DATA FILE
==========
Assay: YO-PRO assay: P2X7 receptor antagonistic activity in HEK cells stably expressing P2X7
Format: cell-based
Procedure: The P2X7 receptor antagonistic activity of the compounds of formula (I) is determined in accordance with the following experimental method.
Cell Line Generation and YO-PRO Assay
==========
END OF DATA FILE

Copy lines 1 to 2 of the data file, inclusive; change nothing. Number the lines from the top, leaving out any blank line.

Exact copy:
Assay: YO-PRO assay: P2X7 receptor antagonistic activity in HEK cells stably expressing P2X7
Format: cell-based